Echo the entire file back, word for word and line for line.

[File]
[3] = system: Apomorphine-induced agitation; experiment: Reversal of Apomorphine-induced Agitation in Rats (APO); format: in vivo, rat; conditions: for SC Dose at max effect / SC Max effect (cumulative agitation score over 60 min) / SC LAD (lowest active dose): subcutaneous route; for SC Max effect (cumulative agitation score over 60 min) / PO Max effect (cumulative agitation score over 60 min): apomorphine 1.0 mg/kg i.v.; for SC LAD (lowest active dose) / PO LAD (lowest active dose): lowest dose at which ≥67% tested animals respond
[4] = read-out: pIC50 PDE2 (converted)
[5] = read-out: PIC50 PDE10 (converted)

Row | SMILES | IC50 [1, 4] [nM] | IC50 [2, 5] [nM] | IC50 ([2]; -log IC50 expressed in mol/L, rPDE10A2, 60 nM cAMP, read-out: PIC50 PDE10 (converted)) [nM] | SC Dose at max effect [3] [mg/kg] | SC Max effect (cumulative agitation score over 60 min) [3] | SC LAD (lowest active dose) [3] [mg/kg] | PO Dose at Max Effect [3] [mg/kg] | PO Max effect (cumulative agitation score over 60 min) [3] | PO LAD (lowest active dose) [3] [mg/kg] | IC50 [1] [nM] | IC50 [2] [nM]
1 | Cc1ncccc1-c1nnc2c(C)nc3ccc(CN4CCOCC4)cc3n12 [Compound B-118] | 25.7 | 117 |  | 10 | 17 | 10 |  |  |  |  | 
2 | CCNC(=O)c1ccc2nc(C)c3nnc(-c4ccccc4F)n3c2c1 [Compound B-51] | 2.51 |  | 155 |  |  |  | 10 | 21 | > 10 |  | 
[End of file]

[3] = system: Apomorphine-induced agitation; experiment: Reversal of Apomorphine-induced Agitation in Rats (APO); format: in vivo, rat; conditions: for SC Dose at max effect / SC Max effect (cumulative agitation score over 60 min) / SC LAD (lowest active dose): subcutaneous route; for SC Max effect (cumulative agitation score over 60 min) / PO Max effect (cumulative agitation score over 60 min): apomorphine 1.0 mg/kg i.v.; for SC LAD (lowest active dose) / PO LAD (lowest active dose): lowest dose at which ≥67% tested animals respond
[4] = read-out: pIC50 PDE2 (converted)
[5] = read-out: PIC50 PDE10 (converted)

Row | SMILES | IC50 [1, 4] [nM] | IC50 [2, 5] [nM] | IC50 ([2]; -log IC50 expressed in mol/L, rPDE10A2, 60 nM cAMP, read-out: PIC50 PDE10 (converted)) [nM] | SC Dose at max effect [3] [mg/kg] | SC Max effect (cumulative agitation score over 60 min) [3] | SC LAD (lowest active dose) [3] [mg/kg] | PO Dose at Max Effect [3] [mg/kg] | PO Max effect (cumulative agitation score over 60 min) [3] | PO LAD (lowest active dose) [3] [mg/kg] | IC50 [1] [nM] | IC50 [2] [nM]
1 | Cc1ncccc1-c1nnc2c(C)nc3ccc(CN4CCOCC4)cc3n12 [Compound B-118] | 25.7 | 117 |  | 10 | 17 | 10 |  |  |  |  | 
2 | CCNC(=O)c1ccc2nc(C)c3nnc(-c4ccccc4F)n3c2c1 [Compound B-51] | 2.51 |  | 155 |  |  |  | 10 | 21 | > 10 |  | 